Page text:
EU should use US trade talks to win data privacy, say MEPs

MEPs have approved an inquiry report that calls for a new EU-US trade deal to be blocked unless the US fully respects EU citizens’ data privacy

The European Parliament should withhold its consent to an EU-US trade deal unless the US fully respects EU citizens’ data privacy, says an inquiry report on US internet surveillance of EU citizens.

The report text, approved by the Civil Liberties Committee on Wednesday also calls for data protection rules to be excluded from the trade talks and negotiated separately with the US.

“The fight against terrorism can never be a justification for untargeted, secret or even illegal mass surveillance programmes,” the report says.

Rapporteur Claude Moraes said the report brings together in-depth recommendations on whistleblower Edward Snowden's allegations of US National Security Agency (NSA) spying and plan for action.

“I hope that this document will be supported by the full parliament and that it will last beyond the next European Parliament's mandate,” he said after the vote.

By approving the document, Members of the European parliament (MEPs) are calling for a halt to US mass surveillance activities and the interception of communications in EU institutions and diplomatic missions.

They say finding a solution for data privacy rights of EU citizens, including administrative and judicial redress is also necessary before parliament can give consent to the final Transatlantic Trade and Investment Partnership (TTIP) deal with the US.

MEPs are also calling for the "immediate suspension" of the Safe Harbour privacy principles that cover voluntary data protection standards for non-EU companies transferring EU citizens’ personal data to the US. These principles “do not provide adequate protection for EU citizens” say MEPs, who want the US to propose new personal data transfer rules that meet EU data protection requirements.

The Terrorist Finance Tracking Programme (TFTP) deal should also be suspended until allegations that US authorities have access to EU citizens’ bank data outside the agreement are clarified, say MEPs.

The EU-US data protection framework agreement to be struck in spring 2014 must ensure proper judicial redress for EU citizens whose personal data are transferred to the US, they say.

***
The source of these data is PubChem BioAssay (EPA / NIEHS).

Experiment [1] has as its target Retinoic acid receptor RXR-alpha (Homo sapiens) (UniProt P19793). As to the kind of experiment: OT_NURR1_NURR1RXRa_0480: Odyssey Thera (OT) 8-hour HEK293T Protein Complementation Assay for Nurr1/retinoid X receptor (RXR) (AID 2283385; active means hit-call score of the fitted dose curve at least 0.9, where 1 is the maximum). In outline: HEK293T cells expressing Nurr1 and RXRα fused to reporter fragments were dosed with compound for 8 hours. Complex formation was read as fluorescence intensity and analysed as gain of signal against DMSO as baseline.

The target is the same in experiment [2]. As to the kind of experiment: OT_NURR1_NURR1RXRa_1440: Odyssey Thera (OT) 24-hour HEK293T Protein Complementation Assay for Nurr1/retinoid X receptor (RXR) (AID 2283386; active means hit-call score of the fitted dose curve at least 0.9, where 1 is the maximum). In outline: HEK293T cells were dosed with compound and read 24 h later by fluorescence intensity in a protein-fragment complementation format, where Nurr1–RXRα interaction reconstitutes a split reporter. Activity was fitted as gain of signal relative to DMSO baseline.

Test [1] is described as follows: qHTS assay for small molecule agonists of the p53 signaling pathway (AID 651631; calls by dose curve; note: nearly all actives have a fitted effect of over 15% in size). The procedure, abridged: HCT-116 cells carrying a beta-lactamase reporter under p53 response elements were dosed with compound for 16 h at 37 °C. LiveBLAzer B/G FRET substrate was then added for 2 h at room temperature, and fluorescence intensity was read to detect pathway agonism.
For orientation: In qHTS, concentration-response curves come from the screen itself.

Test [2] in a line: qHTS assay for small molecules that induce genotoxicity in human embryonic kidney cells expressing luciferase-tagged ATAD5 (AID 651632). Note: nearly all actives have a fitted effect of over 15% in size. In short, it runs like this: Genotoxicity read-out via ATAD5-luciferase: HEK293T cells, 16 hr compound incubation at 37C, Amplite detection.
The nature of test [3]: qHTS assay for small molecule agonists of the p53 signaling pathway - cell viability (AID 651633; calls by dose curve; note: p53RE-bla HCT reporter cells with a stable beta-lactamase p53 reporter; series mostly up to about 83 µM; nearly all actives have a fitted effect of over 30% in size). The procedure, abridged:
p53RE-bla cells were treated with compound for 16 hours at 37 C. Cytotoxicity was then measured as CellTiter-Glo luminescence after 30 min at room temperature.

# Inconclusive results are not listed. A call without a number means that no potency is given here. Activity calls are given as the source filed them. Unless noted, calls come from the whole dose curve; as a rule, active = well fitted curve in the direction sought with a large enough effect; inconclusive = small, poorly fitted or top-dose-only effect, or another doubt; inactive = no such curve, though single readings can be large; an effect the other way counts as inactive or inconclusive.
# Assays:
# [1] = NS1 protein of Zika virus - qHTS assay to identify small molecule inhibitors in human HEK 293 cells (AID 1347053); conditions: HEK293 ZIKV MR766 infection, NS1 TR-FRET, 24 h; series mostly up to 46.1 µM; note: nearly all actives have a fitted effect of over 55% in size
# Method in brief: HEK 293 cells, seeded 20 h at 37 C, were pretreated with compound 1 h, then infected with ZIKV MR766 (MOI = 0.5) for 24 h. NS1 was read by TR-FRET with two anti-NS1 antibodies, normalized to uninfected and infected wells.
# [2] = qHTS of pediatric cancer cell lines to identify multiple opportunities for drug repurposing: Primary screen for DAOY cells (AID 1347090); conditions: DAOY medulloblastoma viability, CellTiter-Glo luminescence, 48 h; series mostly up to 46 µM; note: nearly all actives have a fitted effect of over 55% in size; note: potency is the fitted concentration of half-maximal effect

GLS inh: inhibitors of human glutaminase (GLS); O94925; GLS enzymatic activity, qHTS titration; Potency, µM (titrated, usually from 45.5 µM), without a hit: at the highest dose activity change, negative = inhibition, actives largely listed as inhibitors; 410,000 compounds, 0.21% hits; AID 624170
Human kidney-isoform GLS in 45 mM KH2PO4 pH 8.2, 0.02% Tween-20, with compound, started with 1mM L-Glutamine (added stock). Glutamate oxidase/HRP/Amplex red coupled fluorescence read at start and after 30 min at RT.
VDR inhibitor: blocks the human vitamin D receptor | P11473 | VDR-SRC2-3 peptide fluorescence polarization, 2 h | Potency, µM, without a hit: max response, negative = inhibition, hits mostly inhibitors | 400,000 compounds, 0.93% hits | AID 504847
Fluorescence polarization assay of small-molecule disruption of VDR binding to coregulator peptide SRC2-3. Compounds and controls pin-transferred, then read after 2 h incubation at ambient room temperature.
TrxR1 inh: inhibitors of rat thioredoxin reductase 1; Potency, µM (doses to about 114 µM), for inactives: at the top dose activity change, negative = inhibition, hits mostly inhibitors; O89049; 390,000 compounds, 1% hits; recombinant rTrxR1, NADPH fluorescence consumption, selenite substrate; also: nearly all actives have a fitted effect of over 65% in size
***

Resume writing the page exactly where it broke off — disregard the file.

The EU needs a “digital new deal”, to be delivered by the joint efforts of EU institutions, member states, research institutions, industry and civil society, say MEPs.

Within the EU, MEPs are calling on member states to accelerate their work on draft EU data protection reform legislation so that it can be passed by the end of 2014.

They say trust in US cloud computing and cloud providers has been damaged by surveillance practices, therefore Europe should develop its own clouds and IT solutions to ensure a high standard of personal data protection.

The approved document urges the European Commission (EC), the executive body of the EU, to examine whether a future EU law establishing a "European whistleblower protection programme" should also include other fields of EU competence, "with particular attention to the complexity of whistleblowing in the field of intelligence".

EU member states are also asked to consider granting whistleblowers international protection from prosecution.

The report says the UK’s detention of David Miranda and seizure of material in his possession under the UK Terrorism Act and its demand that the Guardian newspaper hand over or destroy such material possibly constitutes “serious interference with the right of freedom of expression and media freedom", as recognised by the European Convention on Human Rights and the EU Charter.

The report calls on the UK, France, Germany, Sweden, the Netherlands and Poland to clarify the allegations of mass surveillance, including potential agreements between intelligence services and telecoms firms on access to and exchange of personal data and access to transatlantic cables and their compatibility with EU laws.

Other EU countries are also urged to review their national laws and practices governing the activities of intelligence services to ensure that they are subject to parliamentary and judicial oversight and public scrutiny and that they comply with fundamental rights obligations.

The full parliament will vote on the inquiry report recommendations on 12 March in Strasbourg.

The Civil Liberties Committee inquiry into mass surveillance of EU citizens began in September 2013. A total of 15 hearings have been held since then.

Approval of the inquiry report coincided with proposals by the EC to reduce US influence over the way the internet is run, reports the Telegraph.

The EC wants control over vital decisions on internet governance to be handed over to panels made up of non-governmental organisations, countries, academics and private companies.

Draft proposals call for such an international group to replace the US-based Internet Corporation for Assigned Names and Numbers (ICANN), which manages the introduction of new top-level domains.

"The Internet should remain a single, open, free, unfragmented network of networks, subject to the same laws and norms that apply in other areas of our day-to-day lives. Its governance should be based on an inclusive, transparent and accountable multi-stakeholder model,” say the draft proposals.

The EC is pushing for Europe to play a greater role in defining the future of the internet.

China, Russia and their allies want greater government control over the internet, but the EU is proposing more international and decentralised oversight.

The likelihood of that happening will depend on reactions to the proposals from the EU's 28 member states.

However, commentators say there could be strong backing because confidence in US impartiality has been undermined by revelations of NSA internet surveillance.

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